Heritage advisor warned three-tower plan would cause “very serious level of harm” to listed buildings on the site

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The office tower, which has been cut down by one storey under amendments submitted in response to Historic England’s objection

Foster & Partners has made a series of changes to its £1bn proposals for three mixed-use towers on London’s South Bank after the plans were strongly criticised by Historic England.

The practice has been told to redesign several parts of the already long-delayed 18 Blackfriars scheme by developer Hines ahead of the application being presented to Southwark council’s planning committee.

Under proposals submitted last July, two residential towers of 22 and 40 storeys and a 44-storey office tower would be built on top of a four-storey podium, with the tallest part of the scheme coming in at just under 200m in height.

But an objection filed by Historic England in September warned the plans would cause a “very serious level of harm” to a pair of grade II-listed buildings on the site.

The original proposals would have substantially altered 3-7 Stamford Street, a former hat-making factory built in 1875, and its neighbour 1 Stamford Street, including the demolition of a rear extension and two Victorian staircases.

The two buildings would also have been connected by a glazed infill structure under the plans which Historic England said would reduce the ability to understand the separate characters of the buildings.

The heritage advisor added that the proximity of the office tower would “dominate and overpower” the listed buildings, eroding the ability to appreciate their historic scale and the positive contribution they make to the local townscape “from which they would be disguised”.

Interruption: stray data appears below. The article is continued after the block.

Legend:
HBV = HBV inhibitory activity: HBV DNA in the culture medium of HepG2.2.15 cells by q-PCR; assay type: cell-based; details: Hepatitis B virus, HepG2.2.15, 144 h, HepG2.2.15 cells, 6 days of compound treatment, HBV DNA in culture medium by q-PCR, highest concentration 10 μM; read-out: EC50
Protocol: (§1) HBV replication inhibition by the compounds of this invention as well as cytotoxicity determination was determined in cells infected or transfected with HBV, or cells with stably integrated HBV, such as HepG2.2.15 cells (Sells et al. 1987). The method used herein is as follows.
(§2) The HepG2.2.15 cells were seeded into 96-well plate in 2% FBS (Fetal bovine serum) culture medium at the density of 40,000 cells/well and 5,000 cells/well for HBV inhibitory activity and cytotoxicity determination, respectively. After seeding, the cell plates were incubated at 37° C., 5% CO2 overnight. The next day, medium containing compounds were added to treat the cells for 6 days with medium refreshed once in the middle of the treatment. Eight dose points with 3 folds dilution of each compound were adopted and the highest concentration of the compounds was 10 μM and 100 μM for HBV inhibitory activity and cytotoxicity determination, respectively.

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The scheme’s proposed podium, left, next to the listed buildings, right

In its objection letter, Historic England said the proposals did not meet national planning legislation and policy, London planning policy, the Southwark Plan or local guidance for Blackfriars Road.

“We therefore strongly object to the current applications. We recommend the current applications are refused unless the applicant chooses to make amendments,” the government heritage advisor said.

It added that the scale of the proposals would also harm nearby heritage assets, including the former Clay’s Printing Works and Christ Church, both of which border the site and are grade II-listed.

> Also read: New owner of £1bn South Bank site replaces Wilkinson Eyre with Fosters

In amendments aiming to address the objection, Foster & Partners has proposed removing one storey from the office tower, reducing its massing to avoid oversailing the listed buildings and reconfiguring its ground floor next to 3 - 7 Stamford Street.

A glazed link between the listed buildings and the office buildings has also been scrapped, the two staircases will be retained and some new proposed additions, including juliette windows, have been removed from the plans.

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The tallest of two residential towers in the scheme

The scheme would be among the tallest in an emerging cluster of towers at the southern end of Blackfriars Bridge that already includes Simpson Haugh’s One Blackfriars.

Hines and the National Pension Service of Korea purchased the site in 2021, inheriting a consent for two 53 and 34-storey towers designed by Wilkinson Eyre, but opted to replace the architect.

Fosters’ fresh vision for the site was first revealed in 2022 but the planning application was delayed by seven months due to protracted talks with Southwark council over the size of the proposals.

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Proposed public realm on the site